Nicole Alderman
steward
Posts: 17991
Location: Pacific Northwest
8441
7
hugelkultur kids cat duck forest garden foraging fiber arts sheep wood heat homestead
  • Mark post as helpful
  • send pies
    Number of slices to send:
    Optional 'thank-you' note:
  • Quote
  • Report post to moderator
Lots of work has happened on the wofati greenhouse!

This one is from Josiah's thread at the end of January



And the beginning of February




Here's an aerial picture from Josiah's thread:

aerial view of wofati greenhouse

And then

Celebrate! The roof is cobbed and ready for it's tarp and then earth!
 
Nicole Alderman
steward
Posts: 17991
Location: Pacific Northwest
8441
7
hugelkultur kids cat duck forest garden foraging fiber arts sheep wood heat homestead
  • Mark post as helpful
  • send pies
    Number of slices to send:
    Optional 'thank-you' note:
  • Quote
  • Report post to moderator
A new Boot, Matthew Stone made this timelapse of dirt being added to the top of the greenhouse!



You can check out his BRK blog here!
 
Nicole Alderman
steward
Posts: 17991
Location: Pacific Northwest
8441
7
hugelkultur kids cat duck forest garden foraging fiber arts sheep wood heat homestead
  • Mark post as helpful
  • send pies
    Number of slices to send:
    Optional 'thank-you' note:
  • Quote
  • Report post to moderator
There's more sneak-peaks of the Abyss Greenhouse in Josiah's thread!

man chainsawing roundwood greenhouse
the front of the greenhouse is coming along!


earth-sheltered greenhouse build
a view inside the greenhouse!
 
Nicole Alderman
steward
Posts: 17991
Location: Pacific Northwest
8441
7
hugelkultur kids cat duck forest garden foraging fiber arts sheep wood heat homestead
  • Mark post as helpful
  • send pies
    Number of slices to send:
    Optional 'thank-you' note:
  • Quote
  • Report post to moderator
Ooooh, and Josiah just posted, two new videos, too!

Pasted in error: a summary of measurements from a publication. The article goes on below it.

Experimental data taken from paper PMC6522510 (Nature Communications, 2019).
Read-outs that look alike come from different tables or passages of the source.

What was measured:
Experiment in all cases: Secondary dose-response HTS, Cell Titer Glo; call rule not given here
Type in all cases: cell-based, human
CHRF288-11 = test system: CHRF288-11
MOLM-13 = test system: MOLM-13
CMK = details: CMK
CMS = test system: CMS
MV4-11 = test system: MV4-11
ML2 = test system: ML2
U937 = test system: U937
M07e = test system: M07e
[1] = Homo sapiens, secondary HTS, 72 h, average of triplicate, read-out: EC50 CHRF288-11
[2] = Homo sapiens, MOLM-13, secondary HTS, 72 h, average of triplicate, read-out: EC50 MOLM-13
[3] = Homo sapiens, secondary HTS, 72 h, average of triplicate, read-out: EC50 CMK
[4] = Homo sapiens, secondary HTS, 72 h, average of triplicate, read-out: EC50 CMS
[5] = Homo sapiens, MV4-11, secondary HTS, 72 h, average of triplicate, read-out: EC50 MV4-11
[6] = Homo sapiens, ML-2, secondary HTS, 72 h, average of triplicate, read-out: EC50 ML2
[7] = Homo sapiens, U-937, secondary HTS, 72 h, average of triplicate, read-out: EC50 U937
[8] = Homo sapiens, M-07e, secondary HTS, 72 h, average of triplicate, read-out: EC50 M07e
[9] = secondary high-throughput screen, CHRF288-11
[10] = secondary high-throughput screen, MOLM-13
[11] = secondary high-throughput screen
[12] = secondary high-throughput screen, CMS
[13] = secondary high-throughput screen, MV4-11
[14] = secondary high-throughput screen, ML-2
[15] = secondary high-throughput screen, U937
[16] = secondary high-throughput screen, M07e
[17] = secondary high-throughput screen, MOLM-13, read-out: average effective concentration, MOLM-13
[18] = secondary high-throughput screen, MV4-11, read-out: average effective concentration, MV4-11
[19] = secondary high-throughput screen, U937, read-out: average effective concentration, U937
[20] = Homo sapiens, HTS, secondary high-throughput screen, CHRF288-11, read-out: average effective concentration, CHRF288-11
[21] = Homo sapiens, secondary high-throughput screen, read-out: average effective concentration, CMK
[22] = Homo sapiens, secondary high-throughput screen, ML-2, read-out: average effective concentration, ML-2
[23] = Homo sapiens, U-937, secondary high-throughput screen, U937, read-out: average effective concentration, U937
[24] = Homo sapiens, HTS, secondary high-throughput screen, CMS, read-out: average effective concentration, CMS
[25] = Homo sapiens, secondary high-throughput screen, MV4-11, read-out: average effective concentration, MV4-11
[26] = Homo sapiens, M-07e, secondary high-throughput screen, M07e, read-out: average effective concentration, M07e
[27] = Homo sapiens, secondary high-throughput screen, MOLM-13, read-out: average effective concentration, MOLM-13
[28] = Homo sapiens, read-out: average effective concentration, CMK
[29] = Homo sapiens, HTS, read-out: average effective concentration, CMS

This one is about optimizing low-angle light:




And this one gives a nice pan of the front of the greenhouse:

 
pollinator
Posts: 302
Location: Wheaton Labs
690
  • Likes 2
  • Mark post as helpful
  • send pies
    Number of slices to send:
    Optional 'thank-you' note:
  • Quote
  • Report post to moderator
The design continues! The mass wall is fully installed on the North side of the greenhouse. Now that the framing has settled under the weight of its earthen roof, it's time to figure out the South facing glass wall!

I want to design the South wall carpentry to absorb or deflect the force of the shifting round wood so that it does not damage the glass or reduce its water tightness. I have two primary strategies that are steering this design.

1. Create air gaps between the glass and any round wood or directly tied dimensional wood.

2. The glass supporting frame is fastened to the roundwood structure at its base, but simply rests against the roof edge to allow for slight slipping between the two.
Scan_20210406.jpg
here is a first scale drawing of the carpentry in the side wall
here is a first scale drawing of the carpentry in the side wall
 
Josiah Kobernik
pollinator
Posts: 302
Location: Wheaton Labs
690
  • Likes 3
  • Mark post as helpful
  • send pies
    Number of slices to send:
    Optional 'thank-you' note:
  • Quote
  • Report post to moderator
The glass shop that I was planning to work with is apparently backed up with jobs until August, and none of the other shops that I have contacted have any experience or willingness to consult on a custom glass roof installation. Time to dig deep and figure it out!

We want to use tempered, un-coated, double pane units. The larger the unit, the less overall frame shading.

My research is now aimed at determining which kind of sash (aluminum, vinyl, with curb, just a nail fin, etc) will be the most appropriate for our design.

We could just get the double pane units without any cladding, but custom fabricating fittings for bare double pane units sounds risky to me. I'm better suited to working with a chainsaw.

Scan_20210406-(2).jpg
front view of South wall carpentry
front view of South wall carpentry
 
Now I am super curious what sports would be like if we allowed drugs and tiny ads.
Ernie and Erica Wisner's Rocket Mass Heater Everything Combo
https://permies.com/t/40993/Ernie-Erica-Wisner-Rocket-Mass
reply
    Bookmark Topic Watch Topic
  • New Topic